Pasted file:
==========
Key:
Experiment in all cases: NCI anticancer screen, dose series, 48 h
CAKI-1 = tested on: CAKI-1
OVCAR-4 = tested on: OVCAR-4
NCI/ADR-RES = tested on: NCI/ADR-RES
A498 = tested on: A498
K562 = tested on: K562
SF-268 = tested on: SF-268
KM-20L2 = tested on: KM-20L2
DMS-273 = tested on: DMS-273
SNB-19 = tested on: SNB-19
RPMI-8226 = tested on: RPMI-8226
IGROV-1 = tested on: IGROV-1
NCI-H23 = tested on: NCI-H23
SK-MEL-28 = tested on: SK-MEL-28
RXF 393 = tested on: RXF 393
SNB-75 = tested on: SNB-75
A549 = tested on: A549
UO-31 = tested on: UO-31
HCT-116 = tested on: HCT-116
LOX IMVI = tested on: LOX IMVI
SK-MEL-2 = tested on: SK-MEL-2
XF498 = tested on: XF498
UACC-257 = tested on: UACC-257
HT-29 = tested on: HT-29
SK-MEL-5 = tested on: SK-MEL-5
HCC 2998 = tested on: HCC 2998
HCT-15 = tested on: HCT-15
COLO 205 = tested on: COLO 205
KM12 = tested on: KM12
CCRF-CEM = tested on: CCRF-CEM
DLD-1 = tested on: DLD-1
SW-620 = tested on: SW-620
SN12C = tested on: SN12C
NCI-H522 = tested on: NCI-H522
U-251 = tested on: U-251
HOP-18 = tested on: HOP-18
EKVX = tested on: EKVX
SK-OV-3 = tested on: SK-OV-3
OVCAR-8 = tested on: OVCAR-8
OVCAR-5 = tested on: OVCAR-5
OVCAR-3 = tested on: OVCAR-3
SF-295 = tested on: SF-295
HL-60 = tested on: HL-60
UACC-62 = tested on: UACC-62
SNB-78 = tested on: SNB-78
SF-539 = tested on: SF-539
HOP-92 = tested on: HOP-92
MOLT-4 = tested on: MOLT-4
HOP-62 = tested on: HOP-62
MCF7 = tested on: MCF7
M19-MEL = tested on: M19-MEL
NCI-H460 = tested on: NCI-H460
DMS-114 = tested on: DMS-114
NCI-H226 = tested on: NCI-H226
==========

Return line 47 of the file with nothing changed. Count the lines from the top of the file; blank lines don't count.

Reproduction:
SF-539 = tested on: SF-539